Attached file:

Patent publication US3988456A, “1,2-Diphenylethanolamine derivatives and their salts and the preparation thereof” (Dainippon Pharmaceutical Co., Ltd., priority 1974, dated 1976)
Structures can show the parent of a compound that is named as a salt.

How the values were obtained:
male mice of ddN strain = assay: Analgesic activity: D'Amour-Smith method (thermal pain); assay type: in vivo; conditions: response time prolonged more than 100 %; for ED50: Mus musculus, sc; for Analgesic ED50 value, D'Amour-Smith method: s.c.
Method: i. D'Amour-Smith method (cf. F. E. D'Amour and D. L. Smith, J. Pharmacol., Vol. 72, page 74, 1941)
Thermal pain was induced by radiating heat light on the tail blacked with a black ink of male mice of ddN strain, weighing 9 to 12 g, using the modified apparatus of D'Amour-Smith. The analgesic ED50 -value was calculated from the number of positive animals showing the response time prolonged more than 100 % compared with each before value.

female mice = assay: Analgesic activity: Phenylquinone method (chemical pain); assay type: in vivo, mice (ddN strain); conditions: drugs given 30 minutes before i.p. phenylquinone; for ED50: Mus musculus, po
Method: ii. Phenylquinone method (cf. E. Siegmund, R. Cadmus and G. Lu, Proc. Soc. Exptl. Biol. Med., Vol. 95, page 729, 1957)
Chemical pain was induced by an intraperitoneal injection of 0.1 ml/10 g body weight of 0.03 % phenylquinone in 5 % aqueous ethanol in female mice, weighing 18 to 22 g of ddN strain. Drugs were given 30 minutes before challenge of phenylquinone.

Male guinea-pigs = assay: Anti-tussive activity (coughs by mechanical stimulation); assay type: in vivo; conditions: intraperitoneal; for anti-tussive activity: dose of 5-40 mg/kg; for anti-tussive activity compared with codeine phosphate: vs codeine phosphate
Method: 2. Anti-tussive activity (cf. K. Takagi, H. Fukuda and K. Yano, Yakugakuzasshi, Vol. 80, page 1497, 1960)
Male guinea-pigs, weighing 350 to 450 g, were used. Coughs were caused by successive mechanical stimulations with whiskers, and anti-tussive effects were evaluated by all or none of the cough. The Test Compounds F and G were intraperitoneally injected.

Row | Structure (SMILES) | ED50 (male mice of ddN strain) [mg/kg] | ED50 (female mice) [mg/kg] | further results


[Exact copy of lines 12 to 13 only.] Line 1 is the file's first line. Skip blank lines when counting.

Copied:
Male guinea-pigs, weighing 350 to 450 g, were used. Coughs were caused by successive mechanical stimulations with whiskers, and anti-tussive effects were evaluated by all or none of the cough. The Test Compounds F and G were intraperitoneally injected.

Row | Structure (SMILES) | ED50 (male mice of ddN strain) [mg/kg] | ED50 (female mice) [mg/kg] | further results